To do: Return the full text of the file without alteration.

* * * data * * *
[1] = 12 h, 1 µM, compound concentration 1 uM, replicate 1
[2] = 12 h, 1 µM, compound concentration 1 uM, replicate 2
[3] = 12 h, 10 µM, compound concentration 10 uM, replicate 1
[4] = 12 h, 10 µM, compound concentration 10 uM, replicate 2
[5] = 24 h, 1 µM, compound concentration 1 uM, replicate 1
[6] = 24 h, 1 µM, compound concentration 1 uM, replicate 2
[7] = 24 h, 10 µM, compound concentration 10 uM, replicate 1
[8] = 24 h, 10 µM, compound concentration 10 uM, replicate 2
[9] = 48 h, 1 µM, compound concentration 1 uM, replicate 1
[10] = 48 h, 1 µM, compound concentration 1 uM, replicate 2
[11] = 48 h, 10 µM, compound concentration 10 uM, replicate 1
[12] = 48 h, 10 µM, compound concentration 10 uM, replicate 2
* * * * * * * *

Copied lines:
[1] = 12 h, 1 µM, compound concentration 1 uM, replicate 1
[2] = 12 h, 1 µM, compound concentration 1 uM, replicate 2
[3] = 12 h, 10 µM, compound concentration 10 uM, replicate 1
[4] = 12 h, 10 µM, compound concentration 10 uM, replicate 2
[5] = 24 h, 1 µM, compound concentration 1 uM, replicate 1
[6] = 24 h, 1 µM, compound concentration 1 uM, replicate 2
[7] = 24 h, 10 µM, compound concentration 10 uM, replicate 1
[8] = 24 h, 10 µM, compound concentration 10 uM, replicate 2
[9] = 48 h, 1 µM, compound concentration 1 uM, replicate 1
[10] = 48 h, 1 µM, compound concentration 1 uM, replicate 2
[11] = 48 h, 10 µM, compound concentration 10 uM, replicate 1
[12] = 48 h, 10 µM, compound concentration 10 uM, replicate 2